To avoid overheating any local area, the product of time and local SAR should not exceed (in Watts per minute per kilogram):

provided that the instantaneous SAR does not exceed:

Actually determining SAR is difficult, and depends upon various models of heat conduction and body geometry. The calculation depends on the subject's weight and thus it is important to enter the subjects weight as correctly as possible. Subjects regulate heat dissipation through perspiration and blood flow changes, so it is important that the subject be made comfortable (bore fan, blanket if requested) and the subject be asked frequently how they are doing. For exposures to infants or pregnant women, a reduction of those values by a factor two is recommended by the FDA. Thermoregulation is impaired in patients with cardiocirculatory impairments, cerebral vascular impairment, and diabetes, and thus SAR should also be lowered. The FDA recommends 1.5 W/Kg for all such compromised patients.

SAR limits are enforced by software routines within the pulse sequence program (PSD) and by power monitors on the scanners that limit the duty cycle of the RF waveform delivered to the coils by the PSD.

Thermal effects of RF for foreign metal bodies

Metal devices also absorb RF energy and make become hotter than the surrounding tissue. Notably, Shellock(2000) reports that there have been no reports of burns associated with internal medical devices. However, this potential exists at high field strengths.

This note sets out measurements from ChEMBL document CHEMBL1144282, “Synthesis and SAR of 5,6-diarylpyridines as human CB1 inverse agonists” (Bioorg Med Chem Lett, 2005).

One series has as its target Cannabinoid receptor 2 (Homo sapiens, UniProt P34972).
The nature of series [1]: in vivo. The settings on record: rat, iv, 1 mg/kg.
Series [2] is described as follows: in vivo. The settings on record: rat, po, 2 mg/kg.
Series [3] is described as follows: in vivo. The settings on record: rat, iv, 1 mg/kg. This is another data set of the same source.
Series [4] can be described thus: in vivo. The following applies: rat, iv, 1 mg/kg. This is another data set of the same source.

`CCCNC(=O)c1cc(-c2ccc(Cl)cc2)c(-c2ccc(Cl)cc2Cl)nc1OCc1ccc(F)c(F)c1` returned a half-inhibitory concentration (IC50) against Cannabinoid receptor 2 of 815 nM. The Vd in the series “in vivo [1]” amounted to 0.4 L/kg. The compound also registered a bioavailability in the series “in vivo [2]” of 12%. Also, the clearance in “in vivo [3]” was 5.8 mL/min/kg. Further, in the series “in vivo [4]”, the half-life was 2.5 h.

Certain looped configurations, particularly from wire leads, can act as a RF antenna, and thus focus RF energy to a small locus. Thus, the most significant safety risk for the RF electromagnetic fields used in MRI is a local burn (note that induced currents in conductors and loops due to time-varying magnetic fields associated with gradient coils can also result in heating).

These incidents reported to the FDA illustrate potential problems.

The potential for burns is greatest when the patient is uncommunicative, sedated, or otherwise compromised. The best methods for avoiding burns are (1) screening subjects to exclude those that have metal devices or wires implanted within their bodies, (2) ensuring that subjects remove all metal prior to entering the scanner including non-ferromagnetic jewelry such as necklaces, piercings, and earrings, (3) make sure that any wire leads (such as ECG, EMG, or EEG leads) are not looped and that wires are not run over bare skin.

Non-thermal effects of RF for implanted medical devices